Munich Re’s conservative investment policy is also reflected in its portfolio of fixed-interest investments, including short-term items, totalling approximately €135bn: a good 45% of these are government bonds or similarly secure instruments for which public institutions are liable. Around 30% are securities and debt instruments with top-quality collateralisation, mainly German pfandbriefs. Nearly 20% are corporate or bank bonds or deposits with banks, all with very good ratings. Only 4% (€5.5bn) of the fixed-interest investments are structured credit products, of which only €0.34bn – as stated above – have subprime exposure.
"We have a well-balanced investment portfolio", said Schneider. "Our restraint with regard to credit risks in recent years, because risk spreads were completely inadequate, is now paying off for us. Therefore, it is all the better that we have hedged ERGO against the fall in interest rates."
In insurance business, the Group has received only provisional loss notifications in connection with the subprime crisis, without any specific claims data, so it is still too early for a sound estimate. Liability insurance in particular (both D&O and professional indemnity) could be affected by lawsuits against financial institutions. Munich Re has made the necessary provision for this in its 2007 financial statements.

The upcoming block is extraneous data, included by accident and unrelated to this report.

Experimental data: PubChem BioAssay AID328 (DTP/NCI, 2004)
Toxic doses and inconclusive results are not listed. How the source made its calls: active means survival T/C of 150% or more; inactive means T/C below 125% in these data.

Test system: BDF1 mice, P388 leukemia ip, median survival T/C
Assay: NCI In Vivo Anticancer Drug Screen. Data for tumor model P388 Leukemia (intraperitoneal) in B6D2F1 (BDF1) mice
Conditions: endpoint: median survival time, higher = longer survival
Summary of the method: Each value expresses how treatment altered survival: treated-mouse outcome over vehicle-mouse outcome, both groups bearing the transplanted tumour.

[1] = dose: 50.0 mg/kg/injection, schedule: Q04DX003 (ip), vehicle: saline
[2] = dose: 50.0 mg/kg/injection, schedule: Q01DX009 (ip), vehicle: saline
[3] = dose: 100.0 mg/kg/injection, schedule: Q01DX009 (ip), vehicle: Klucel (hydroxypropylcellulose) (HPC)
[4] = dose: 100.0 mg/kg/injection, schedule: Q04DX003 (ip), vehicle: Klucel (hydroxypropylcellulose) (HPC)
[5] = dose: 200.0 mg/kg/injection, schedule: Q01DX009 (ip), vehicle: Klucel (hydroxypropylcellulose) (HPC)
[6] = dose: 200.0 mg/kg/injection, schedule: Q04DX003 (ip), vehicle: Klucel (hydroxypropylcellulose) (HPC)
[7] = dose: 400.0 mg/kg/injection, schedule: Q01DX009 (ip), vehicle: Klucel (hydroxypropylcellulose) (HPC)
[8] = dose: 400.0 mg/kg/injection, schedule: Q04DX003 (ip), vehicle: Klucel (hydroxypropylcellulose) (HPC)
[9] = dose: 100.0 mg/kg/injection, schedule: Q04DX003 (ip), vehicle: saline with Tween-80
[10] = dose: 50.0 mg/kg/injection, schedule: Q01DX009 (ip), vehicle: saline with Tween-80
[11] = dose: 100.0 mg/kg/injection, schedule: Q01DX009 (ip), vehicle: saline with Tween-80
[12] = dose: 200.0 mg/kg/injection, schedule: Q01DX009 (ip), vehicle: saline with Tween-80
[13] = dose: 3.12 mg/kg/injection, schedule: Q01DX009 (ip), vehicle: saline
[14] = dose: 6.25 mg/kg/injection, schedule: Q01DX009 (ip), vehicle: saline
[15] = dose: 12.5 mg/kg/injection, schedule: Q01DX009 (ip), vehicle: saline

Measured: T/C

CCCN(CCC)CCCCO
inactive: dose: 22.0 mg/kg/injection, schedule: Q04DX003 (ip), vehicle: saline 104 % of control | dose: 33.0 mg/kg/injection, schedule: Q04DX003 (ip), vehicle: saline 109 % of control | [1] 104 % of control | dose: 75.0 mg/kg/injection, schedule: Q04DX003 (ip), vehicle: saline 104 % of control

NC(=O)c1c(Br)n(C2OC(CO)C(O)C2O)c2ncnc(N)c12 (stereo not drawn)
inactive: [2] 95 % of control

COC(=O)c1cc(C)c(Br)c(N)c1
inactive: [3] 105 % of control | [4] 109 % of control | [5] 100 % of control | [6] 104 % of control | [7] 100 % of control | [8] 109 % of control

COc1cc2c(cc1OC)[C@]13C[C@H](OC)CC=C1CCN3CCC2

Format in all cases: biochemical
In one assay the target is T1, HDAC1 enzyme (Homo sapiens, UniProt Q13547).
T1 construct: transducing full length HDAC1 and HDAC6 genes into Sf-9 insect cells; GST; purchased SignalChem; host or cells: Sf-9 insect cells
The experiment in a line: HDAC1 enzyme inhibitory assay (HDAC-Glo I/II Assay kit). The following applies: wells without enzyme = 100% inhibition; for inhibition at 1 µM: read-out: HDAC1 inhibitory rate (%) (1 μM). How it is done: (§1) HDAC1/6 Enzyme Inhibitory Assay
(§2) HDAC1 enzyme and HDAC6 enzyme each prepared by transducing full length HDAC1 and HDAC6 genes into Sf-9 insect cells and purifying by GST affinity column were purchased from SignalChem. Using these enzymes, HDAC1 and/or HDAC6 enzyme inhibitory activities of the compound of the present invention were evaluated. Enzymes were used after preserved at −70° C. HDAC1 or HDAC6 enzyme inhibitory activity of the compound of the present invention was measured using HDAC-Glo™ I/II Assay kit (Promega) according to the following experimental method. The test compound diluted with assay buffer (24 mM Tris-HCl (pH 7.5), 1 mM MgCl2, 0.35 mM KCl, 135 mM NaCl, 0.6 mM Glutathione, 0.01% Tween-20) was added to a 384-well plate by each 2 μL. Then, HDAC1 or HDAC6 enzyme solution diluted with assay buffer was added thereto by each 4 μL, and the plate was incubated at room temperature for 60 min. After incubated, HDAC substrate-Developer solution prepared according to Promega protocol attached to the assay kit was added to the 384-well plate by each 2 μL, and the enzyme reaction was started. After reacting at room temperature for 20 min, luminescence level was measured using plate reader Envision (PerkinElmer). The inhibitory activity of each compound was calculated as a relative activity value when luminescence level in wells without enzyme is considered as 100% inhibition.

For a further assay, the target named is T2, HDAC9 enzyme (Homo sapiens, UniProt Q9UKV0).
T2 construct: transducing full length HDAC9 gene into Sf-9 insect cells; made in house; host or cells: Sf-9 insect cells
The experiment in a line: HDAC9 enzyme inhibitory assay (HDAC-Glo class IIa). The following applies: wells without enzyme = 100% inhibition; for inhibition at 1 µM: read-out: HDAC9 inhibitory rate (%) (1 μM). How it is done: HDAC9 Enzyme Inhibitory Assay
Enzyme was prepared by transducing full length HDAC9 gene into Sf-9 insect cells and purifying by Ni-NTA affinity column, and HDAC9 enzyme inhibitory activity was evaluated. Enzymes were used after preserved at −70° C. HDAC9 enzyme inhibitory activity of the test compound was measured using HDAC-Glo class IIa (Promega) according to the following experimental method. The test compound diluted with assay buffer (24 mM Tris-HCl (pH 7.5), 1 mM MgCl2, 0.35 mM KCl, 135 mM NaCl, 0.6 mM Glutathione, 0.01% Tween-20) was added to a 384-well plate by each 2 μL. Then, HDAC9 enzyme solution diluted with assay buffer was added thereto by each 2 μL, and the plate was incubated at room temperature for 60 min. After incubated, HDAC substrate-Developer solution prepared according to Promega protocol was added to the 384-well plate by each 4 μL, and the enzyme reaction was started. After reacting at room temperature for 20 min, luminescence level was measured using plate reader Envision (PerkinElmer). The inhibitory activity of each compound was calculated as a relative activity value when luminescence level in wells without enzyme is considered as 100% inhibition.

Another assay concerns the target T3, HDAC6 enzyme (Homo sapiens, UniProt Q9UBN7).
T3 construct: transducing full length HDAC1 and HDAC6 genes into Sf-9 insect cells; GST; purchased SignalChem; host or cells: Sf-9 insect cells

Renewals in property-casualty reinsurance at 1 January 2008: Munich Re continuing to compete successfully
At 1 January 2008, about two-thirds of the Munich Re Group’s treaty business (i.e. without facultative reinsurance) in property-casualty reinsurance was up for renewal. This corresponds to a premium volume of around €8.5bn.
The market is characterised by ever greater competition. Price increases in recent years have improved the financial strength of many companies. There has been sufficient capacity available in the market, causing prices in different classes of business to come under mounting pressure. Nevertheless, the majority of reinsurers have remained disciplined, contrary to several market players’ expectations. Given the generally improved capital situation of many companies, as well as various mergers and acquisitions in the insurance industry, the trend towards higher retentions among cedants has continued.
Munich Re succeeded in limiting the average price erosion in renewed business to a very satisfactory 2.8%. Board member Torsten Jeworrek: "The renewals are a success for us. In the current highly competitive environment, we consistently adhered to our strategy of writing business only at risk-adequate prices, terms and conditions. Thanks to our high underwriting competence, the intelligent use of sales channels and our good client relationships, our portfolio still has a high earnings potential after the renewals."
Treaties with a total premium volume of €1.2bn were not renewed, but the Group was able to partially make up for this business in more attractive segments. Growth areas mainly include fields in which Munich Re distinguishes itself from the mass of its competitors through its outstanding risk expertise or particular client access. The growth initiatives launched as part of Munich Re’s Changing Gear programme have borne fruit in this regard – for instance in business placed via Managing General Agents (MGAs) and microinsurance. Altogether, the renewals resulted in a 4% decline in premium volume (to €8.1bn) from renewal business, also owing to the planned reduction of a major individual treaty relationship.